The Foreign Service Journal, September 2006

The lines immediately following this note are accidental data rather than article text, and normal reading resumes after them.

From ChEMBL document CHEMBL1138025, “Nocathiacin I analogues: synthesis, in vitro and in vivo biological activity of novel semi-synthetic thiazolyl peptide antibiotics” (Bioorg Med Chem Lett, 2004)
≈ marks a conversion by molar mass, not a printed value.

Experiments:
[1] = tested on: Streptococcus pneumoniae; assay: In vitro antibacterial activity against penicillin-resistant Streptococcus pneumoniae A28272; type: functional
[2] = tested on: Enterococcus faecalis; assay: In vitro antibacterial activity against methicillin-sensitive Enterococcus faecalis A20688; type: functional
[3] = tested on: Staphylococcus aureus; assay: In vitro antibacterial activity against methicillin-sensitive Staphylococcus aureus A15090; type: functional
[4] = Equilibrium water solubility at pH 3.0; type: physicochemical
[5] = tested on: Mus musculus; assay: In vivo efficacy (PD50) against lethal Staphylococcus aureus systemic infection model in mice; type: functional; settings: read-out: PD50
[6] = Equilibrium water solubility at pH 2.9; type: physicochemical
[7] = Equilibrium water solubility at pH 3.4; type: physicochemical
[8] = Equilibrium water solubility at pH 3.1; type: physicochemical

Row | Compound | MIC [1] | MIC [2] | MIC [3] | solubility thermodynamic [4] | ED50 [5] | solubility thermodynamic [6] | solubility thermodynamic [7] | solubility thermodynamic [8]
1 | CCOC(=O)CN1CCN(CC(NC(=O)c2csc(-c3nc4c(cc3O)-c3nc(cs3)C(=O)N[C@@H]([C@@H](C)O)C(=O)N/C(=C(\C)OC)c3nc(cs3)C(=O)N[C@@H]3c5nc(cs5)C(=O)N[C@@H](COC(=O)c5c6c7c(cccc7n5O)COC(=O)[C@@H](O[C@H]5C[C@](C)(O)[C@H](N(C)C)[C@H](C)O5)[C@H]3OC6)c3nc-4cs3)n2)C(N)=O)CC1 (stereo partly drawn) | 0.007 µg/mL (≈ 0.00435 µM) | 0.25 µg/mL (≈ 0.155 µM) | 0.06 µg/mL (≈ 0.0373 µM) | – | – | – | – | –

ment, evaluation and promotion are introduced, it will be hard to ferret out. There has been marginal im- provement in the Human Rights Commission, though the U.S. decided not to stand for election to that body — perhaps realizing it might well suffer an embarrassing defeat if it did. The concept of a Peacebuilding Commission, in- tended to keep an eye out for failed and failing states and coordinate international action to help or pre-empt failure, is a constructive one and may still produce something useful, but there is no telling when it will bear fruit. The key obstacle to meaningful reform is the fact that different categories of members have different assortments of dissatisfactions with the institution. American unilateralists distrust the whole idea of a “world government” (which the U.N. certainly is not) and are suspicious of any strengthening or power-shar- ing. Washington chafes at the economic burden of pay- ing 22 percent of the institution’s total budget. It resents underwriting programs with no sunset provi- sions in which the U.S. has little interest or actually opposes, particularly when they are advanced by coun- tries that don’t have to carry the costs. Other major contributors like Germany and Japan are unhappy that countries paying much smaller shares of the costs (e.g., Russia and China) continue to enjoy a pre- ferred position. Major geographic powers like Brazil and India feel the institution should be modernized to recog- nize the political weight their large populations should be accorded in the world body. Smaller countries complain about the concentration of authority in a small group of developed countries that don’t have their interests at heart. They feel that the General Assembly in which they are all represented, has been totally marginalized by the Security Council. In many instances, appeasing one group would sharpen the dissat- isfaction among another. There has been no reform solution proposed that would take care of everyone’s problems. Only the classic “good citizens,” like the Scandinavians and Canadians, seem to stand outside the “unhappiness” corner. Aim High Perhaps the problem is that our sights have been set too low, and that we need to aim for a more radical restructuring. Realists may argue that if small steps can’t be made, large ones are even more out of the question. I am not so sure. It is worth thinking about a bottom-up overhaul of an organization that is frozen in the realities of the 1940s. I believe the following ideas, though far-reaching, are worth considering. The General Assembly might be rescued from its sleepy irrelevance by two fundamental changes. The first would be a move to population-based, weighted voting. It is ridiculous that the vote of Palau (popula- tion 20,000) has the same weight as that of China or India (each over a billion). Under weighted voting, each of the 192 members (Montenegro recently became the 192nd) might have one vote (or a fraction thereof) for each million of its population. Admittedly, this approach would give China (hardly democratically representative) a weightier vote than the U.S. in the General Assembly, but it would engender a greater sense of equity within the body that might be con- ducive to achieving some of our goals. The second reform would be to reconstitute the assembly’s committee system along parliamentary lines, so that each of the present Committees of the Whole would consist of just 30 to 40 members elected by each General Assembly session from among the members who presented themselves as candidates to assume membership at the following session. This would make the committees smaller, more substantive and efficient, and give the plenary sessions more of a role in resolving differences. As a bonus, General Assembly recommendations would be more likely to reflect global realities. F O C U S 30 F O R E I G N S E R V I C E J O U R N A L / S E P T E M B E R 2 0 0 6 Following his retirement from the Foreign Service, Ambassador Ronald Spiers was undersecretary-general for political affairs of the United Nations from 1989 to 1992. He began his 34-year FS career by serving on the staff of U.S. delegations to the General Assembly from 1955 to 1959. He now writes and lectures on foreign affairs and is a fellow of the American Academy of Diplomacy. The key obstacle is the fact that different categories of members have different complaints about the institution.